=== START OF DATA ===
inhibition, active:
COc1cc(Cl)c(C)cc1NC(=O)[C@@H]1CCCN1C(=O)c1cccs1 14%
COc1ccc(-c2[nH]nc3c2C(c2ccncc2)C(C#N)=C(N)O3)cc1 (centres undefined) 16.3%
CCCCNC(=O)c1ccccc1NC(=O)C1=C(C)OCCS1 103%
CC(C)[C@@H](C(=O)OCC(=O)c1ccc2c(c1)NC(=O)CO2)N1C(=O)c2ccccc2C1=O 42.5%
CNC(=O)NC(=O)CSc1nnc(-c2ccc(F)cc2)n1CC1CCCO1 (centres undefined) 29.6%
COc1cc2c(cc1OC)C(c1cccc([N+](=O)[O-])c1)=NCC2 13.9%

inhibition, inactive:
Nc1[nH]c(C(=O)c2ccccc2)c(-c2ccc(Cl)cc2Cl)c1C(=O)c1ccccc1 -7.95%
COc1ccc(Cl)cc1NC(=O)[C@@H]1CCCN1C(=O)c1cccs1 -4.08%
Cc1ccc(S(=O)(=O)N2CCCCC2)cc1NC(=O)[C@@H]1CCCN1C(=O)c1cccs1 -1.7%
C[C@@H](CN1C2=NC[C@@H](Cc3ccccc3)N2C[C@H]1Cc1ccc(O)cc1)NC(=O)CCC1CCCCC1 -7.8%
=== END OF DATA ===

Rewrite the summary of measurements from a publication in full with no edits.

inhibition, active:
COc1cc(Cl)c(C)cc1NC(=O)[C@@H]1CCCN1C(=O)c1cccs1 14%
COc1ccc(-c2[nH]nc3c2C(c2ccncc2)C(C#N)=C(N)O3)cc1 (centres undefined) 16.3%
CCCCNC(=O)c1ccccc1NC(=O)C1=C(C)OCCS1 103%
CC(C)[C@@H](C(=O)OCC(=O)c1ccc2c(c1)NC(=O)CO2)N1C(=O)c2ccccc2C1=O 42.5%
CNC(=O)NC(=O)CSc1nnc(-c2ccc(F)cc2)n1CC1CCCO1 (centres undefined) 29.6%
COc1cc2c(cc1OC)C(c1cccc([N+](=O)[O-])c1)=NCC2 13.9%

inhibition, inactive:
Nc1[nH]c(C(=O)c2ccccc2)c(-c2ccc(Cl)cc2Cl)c1C(=O)c1ccccc1 -7.95%
COc1ccc(Cl)cc1NC(=O)[C@@H]1CCCN1C(=O)c1cccs1 -4.08%
Cc1ccc(S(=O)(=O)N2CCCCC2)cc1NC(=O)[C@@H]1CCCN1C(=O)c1cccs1 -1.7%
C[C@@H](CN1C2=NC[C@@H](Cc3ccccc3)N2C[C@H]1Cc1ccc(O)cc1)NC(=O)CCC1CCCCC1 -7.8%